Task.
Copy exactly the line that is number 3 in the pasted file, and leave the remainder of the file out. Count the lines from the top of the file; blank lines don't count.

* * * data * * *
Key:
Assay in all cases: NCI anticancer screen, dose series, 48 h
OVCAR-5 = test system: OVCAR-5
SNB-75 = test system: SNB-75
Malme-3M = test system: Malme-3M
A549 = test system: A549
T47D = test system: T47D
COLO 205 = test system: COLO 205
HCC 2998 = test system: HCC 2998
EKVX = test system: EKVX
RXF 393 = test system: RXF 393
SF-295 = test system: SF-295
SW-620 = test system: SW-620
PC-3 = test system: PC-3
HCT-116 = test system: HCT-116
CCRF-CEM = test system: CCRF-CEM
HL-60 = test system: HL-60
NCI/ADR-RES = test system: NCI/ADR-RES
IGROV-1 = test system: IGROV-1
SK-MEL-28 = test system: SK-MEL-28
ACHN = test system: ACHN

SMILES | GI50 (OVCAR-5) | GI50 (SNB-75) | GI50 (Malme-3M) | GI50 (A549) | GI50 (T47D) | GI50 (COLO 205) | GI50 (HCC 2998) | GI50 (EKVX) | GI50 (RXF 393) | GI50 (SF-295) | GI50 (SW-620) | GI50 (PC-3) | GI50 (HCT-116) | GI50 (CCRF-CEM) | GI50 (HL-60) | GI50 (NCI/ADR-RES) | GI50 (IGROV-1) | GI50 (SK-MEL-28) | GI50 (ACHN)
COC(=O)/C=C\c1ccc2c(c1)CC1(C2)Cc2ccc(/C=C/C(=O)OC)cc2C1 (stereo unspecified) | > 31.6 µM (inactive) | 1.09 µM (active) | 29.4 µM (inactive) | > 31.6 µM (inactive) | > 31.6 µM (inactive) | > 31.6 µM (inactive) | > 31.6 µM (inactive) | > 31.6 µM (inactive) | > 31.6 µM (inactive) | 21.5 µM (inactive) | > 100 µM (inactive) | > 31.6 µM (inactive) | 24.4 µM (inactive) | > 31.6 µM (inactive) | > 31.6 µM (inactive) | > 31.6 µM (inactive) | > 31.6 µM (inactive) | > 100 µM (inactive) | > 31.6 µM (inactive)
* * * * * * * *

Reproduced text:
OVCAR-5 = test system: OVCAR-5